Years ago, I consulted on a managed care case that illustrated the value of screening for dementia in at-risk populations. A nurse described an 80-year-old patient with a number of health issues—heart disease, diabetes and obesity—who was readmitted to her hospital on a near-monthly basis. The patient would pay the hospital a visit, get a tune up, and leave in stable condition with prescriptions and detailed care instructions in tow. But without fail, he’d be back in the hospital a month later with the same complaints. I asked the nurse about his cognitive status and she told me, “I have no idea.”
We conducted a home visit and found that he lived alone and was dealing with undiagnosed dementia. The reason for his return visits was simple. By the time he’d exited the hospital and settled into a taxi for the long ride home, he’d forgotten everything he’d been instructed to do.
Just imagine how that man would have fared if he had been screened for dementia when he hit 75—an age at which up to 25 percent of the population has some form of it. His care team would have had the information they needed to ensure that his medical issues were adequately treated. His health would have improved, and the cumulative cost and frequency of his hospital visits would have plummeted.
By continuing to waffle on a recommendation regarding screening for cognitive impairment, the U.S. Preventive Services Task Force (USPSTF) is failing to recognize how valuable early diagnosis can be for patients and caregivers. When people are diagnosed early, they can prepare for the long and difficult road ahead, and they can better understand the challenges they their loved ones will face. Moreover, the physicians and nurses who treat these patients can benefit from vital knowledge that will inform their care recommendations and their understanding of patients’ unique struggles.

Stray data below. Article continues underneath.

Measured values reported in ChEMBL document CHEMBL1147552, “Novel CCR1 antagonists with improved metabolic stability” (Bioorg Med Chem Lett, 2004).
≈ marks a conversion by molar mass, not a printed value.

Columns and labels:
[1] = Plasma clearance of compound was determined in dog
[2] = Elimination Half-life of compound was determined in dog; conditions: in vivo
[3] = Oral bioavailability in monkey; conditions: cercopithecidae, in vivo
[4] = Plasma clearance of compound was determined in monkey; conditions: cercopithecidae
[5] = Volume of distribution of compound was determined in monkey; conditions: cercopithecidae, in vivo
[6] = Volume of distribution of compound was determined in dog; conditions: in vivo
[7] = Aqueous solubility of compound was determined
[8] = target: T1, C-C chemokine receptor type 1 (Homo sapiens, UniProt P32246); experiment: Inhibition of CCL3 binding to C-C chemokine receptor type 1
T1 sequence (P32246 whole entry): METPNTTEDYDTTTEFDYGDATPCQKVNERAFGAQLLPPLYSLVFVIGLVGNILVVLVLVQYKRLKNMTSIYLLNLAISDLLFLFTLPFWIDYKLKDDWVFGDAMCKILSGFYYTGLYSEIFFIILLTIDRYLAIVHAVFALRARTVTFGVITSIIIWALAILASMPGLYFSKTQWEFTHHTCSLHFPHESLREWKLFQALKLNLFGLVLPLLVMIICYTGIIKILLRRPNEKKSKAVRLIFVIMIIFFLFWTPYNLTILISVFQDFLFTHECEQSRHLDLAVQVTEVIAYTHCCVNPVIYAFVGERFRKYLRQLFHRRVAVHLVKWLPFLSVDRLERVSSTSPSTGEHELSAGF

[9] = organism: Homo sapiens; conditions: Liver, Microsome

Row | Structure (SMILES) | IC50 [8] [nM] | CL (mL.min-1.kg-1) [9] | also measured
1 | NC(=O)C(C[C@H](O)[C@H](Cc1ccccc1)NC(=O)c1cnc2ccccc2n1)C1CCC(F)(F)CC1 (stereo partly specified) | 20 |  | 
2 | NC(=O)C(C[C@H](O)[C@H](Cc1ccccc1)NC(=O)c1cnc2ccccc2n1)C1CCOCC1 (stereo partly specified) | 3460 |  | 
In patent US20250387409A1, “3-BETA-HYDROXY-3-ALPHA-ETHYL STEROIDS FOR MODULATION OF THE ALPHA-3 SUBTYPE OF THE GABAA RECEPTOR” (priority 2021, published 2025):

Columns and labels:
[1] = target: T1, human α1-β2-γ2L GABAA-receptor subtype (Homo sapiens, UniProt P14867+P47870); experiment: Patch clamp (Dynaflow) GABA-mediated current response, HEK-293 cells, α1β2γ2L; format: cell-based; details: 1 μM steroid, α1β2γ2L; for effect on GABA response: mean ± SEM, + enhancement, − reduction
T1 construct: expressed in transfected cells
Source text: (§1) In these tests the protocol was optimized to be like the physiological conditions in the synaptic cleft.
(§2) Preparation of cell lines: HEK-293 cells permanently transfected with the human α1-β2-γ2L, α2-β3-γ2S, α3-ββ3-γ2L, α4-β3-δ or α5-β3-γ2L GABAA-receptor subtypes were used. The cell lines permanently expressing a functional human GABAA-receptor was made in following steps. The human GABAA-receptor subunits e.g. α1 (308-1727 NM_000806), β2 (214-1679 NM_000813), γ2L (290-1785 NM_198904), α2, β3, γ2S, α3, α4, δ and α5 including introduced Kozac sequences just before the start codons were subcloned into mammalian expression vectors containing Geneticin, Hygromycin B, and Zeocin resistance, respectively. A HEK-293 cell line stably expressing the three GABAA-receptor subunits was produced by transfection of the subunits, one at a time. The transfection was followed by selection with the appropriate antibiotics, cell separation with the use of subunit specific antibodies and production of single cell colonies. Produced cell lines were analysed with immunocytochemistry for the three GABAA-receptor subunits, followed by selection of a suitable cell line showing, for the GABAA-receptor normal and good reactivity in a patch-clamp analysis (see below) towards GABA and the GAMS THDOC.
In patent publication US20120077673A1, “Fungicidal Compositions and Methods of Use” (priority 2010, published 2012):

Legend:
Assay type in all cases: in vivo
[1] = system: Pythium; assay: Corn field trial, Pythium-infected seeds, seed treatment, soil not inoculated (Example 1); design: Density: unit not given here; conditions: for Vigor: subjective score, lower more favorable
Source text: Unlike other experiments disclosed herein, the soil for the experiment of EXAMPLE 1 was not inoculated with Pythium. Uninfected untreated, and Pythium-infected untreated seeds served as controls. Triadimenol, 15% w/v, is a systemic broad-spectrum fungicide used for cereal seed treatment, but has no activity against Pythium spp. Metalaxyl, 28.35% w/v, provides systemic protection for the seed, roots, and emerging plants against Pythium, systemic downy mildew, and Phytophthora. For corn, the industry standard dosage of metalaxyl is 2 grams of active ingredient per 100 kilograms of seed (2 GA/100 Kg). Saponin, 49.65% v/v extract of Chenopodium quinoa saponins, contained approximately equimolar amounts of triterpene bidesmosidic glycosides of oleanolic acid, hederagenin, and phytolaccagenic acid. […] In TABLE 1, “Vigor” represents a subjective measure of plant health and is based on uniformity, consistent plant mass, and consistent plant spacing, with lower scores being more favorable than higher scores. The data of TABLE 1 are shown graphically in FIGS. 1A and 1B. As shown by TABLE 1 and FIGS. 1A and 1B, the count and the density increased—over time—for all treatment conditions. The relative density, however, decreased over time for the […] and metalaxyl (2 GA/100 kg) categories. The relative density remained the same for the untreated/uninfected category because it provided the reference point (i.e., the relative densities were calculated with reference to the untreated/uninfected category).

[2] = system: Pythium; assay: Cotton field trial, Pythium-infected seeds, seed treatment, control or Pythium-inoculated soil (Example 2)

In its formal recommendation, the USPSTF says there is insufficient evidence to recommend for or against dementia screening, adding: “There is fair to good evidence that several drug therapies have a beneficial effect on cognitive function (equivalent to delaying the natural progression of Alzheimer's disease from 2 to 7 months), but the evidence of their beneficial effects on instrumental activities of daily living is mixed, with the benefit being small, at best.”
By focusing on the therapeutic benefits of screening—and evaluating but dismissing evidence demonstrating how screening benefits care planning—the USPSTF misses the mark. We all agree that current medications are not effective, which is why the Alzheimer’s Drug Discovery Foundation has provided more than $65 million to support research into more effective therapeutics to prevent and treat Alzheimer’s disease and related dementias. But that doesn’t mean that early detection can’t provide tremendous value to caregivers, physicians, and patients.
The focus on drug efficacy over care planning is not the only flaw in the USPSTF’s recommendation. The task force looked at screening benefits in patients 65 and up—a threshold at which the number of patients with dementia is relatively low and the benefits of screening are not always apparent. Had they evaluated the benefits of screening in patients 75 and up, the yield versus the cost of screening would have been much higher and the task force may have found conclusive evidence in favor of routine screening.
Alzheimer’s and other dementias place tremendous pressure on patients, families, providers, and the economy. We must do everything in our power to mitigate these challenges—and that means supporting dementia screening that promotes early detection and care planning.
Howard Fillit, MD is the Founding Executive Director and Chief Science Officer at the ADDF.